IDEA Complaint Decision 03-017

On March 21, 2003, the Department of Public Instruction received a complaint under state and federal special education law from XXXXX against the Horicon School District. This is the department's decision regarding that complaint. The issues are whether the district, during the 2002-2003 school year:

  • Properly determined whether the nature or severity of the child's disability is such that education in regular classes with the use of supplementary aids and services cannot be achieved satisfactorily; and
  • Properly informed the parent of the child's progress toward annual individualized education program (IEP) goals.

On May 3, 2002, an IEP team meeting was held for the purpose of determining continued eligibility for special education, developing an annual IEP, and determining continuing placement for the student who is the subject of this complaint. On December 6, 2002, an IEP team meeting was held for the purpose of developing an annual IEP and determining continuing placement for the student. Both IEPs state that the student will be in a self-contained special education classroom environment and document reasons for concluding that, even with supplemental aids and services, the nature and severity of the student's disability is such that education with non-disabled peers cannot be satisfactorily achieved.

A local educational agency (LEA) meets its obligation to provide a free appropriate public education (FAPE) to a child, in part, by providing special education, related services, and supplementary aids and services in conformity with a proper IEP. The IEP must specify special education and supplementary aids and services that will be provided for the child to advance appropriately toward annual goals and be educated and participate with other children with disabilities and nondisabled children in regular classes, the general curriculum, and in extracurricular and other nonacademic activities. The amount of services to be provided must be stated in the IEP so that the level of the agency's commitment of resources will be clear to parents and other IEP team members. The IEP teams which met in May and December 2002 did not clearly specify the amount of, or the circumstances under which the child will be educated with same-age peers in regular education.

On April 22, 2003, an IEP team meeting was held for the purpose of determining continuing placement and to review and revise the child's IEP. The revised IEP provides that the student will be educated in a self-contained special education classroom environment and specifies the amount of time she will be integrated with nondisabled peers. The district addressed the lack of specificity in the earlier IEPs. No additional child-specific corrective action is required. The district must ensure that staff are aware of the requirements for appropriate IEP statements to specify special education and supplementary aids and services that will be provided for the child to be educated and participate with nondisabled children in regular classes and in extracurricular and other nonacademic activities. The district will advise the department of its proposed corrective actions within 30 days of receiving of this decision.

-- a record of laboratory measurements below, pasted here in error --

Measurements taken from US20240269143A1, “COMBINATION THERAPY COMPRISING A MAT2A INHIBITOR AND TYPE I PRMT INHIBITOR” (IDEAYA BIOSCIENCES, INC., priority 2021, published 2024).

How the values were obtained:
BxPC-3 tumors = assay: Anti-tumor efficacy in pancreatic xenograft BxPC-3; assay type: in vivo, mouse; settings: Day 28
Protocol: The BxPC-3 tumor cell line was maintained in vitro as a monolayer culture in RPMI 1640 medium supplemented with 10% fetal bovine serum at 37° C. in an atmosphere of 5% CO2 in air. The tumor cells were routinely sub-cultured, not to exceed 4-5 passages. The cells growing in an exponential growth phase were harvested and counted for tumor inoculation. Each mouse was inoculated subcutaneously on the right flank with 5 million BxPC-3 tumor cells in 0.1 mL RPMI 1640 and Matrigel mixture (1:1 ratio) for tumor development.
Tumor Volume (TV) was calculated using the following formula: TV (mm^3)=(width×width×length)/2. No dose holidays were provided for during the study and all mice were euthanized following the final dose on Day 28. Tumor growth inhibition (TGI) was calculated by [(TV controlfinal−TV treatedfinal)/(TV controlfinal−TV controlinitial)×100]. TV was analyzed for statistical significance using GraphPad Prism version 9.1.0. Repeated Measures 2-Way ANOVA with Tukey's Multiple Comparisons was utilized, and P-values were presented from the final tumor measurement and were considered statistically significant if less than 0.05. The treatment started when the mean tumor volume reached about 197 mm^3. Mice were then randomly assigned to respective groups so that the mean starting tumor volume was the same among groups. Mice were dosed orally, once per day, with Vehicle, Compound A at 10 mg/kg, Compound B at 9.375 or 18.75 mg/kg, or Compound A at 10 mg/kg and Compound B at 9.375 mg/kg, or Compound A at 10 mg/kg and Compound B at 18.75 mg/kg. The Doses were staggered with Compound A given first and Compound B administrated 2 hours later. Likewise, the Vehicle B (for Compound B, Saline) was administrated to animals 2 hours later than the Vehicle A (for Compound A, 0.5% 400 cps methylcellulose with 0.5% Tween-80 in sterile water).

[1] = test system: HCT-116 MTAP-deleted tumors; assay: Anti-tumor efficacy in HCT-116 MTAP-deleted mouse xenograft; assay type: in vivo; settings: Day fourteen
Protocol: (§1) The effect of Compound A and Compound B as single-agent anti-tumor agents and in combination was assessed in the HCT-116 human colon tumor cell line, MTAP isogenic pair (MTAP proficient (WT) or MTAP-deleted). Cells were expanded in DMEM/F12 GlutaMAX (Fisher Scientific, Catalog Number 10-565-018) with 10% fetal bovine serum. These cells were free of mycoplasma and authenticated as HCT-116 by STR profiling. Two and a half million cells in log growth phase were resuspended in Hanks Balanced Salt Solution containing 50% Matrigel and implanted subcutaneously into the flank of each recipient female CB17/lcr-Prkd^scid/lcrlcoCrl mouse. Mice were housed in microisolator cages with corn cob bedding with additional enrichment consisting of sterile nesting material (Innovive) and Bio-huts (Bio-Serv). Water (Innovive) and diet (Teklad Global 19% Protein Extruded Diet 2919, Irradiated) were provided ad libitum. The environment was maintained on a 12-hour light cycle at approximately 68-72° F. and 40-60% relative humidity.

The student's IEPs state that progress will be reported to parents through quarterly written progress reports or parent conferences. The district maintains that the child's progress is recorded on the IEP form itself and that these records with teacher summaries were provided to the child's parents with the child's report card. The IEPs sent to the department document progress during the 2002-2003 school year between early November 2002 and late April 2003. However these notes do not indicate the extent to which that progress is sufficient to enable the student to achieve the goals by the end of the effective period of the IEP.

The district is required to report to parents the student's progress toward annual goals and the extent to which that progress is sufficient to enable the student to achieve the goals by the end of the effective period of the IEP, at least as often as parents are informed of their nondisabled children's progress. The department determines that the district did not fulfill this requirement. The district must provide the parents of this child a report of the child's progress toward annual goals and the extent to which that progress is sufficient to enable the child to achieve the goals by the end of the effective period of the IEP. The district must also send a copy of this end-of-quarter progress report to the department by June 30, 2003. The district will, within 30 days of receipt of this decision, submit to the department a plan to ensure that parents of all children with disabilities receive reports of their child's progress toward annual goals, and the extent to which that progress is sufficient to enable children to achieve goals, consistent with the requirements of their IEPs.

This concludes our review of this complaint.

//signed CST 5/20/03
Carolyn Stanford Taylor
Assistant State Superintendent
Division for Learning Support: Equity and Advocacy

Dec/jfd
For questions about this information, contact Patricia Williams (608) 267-3720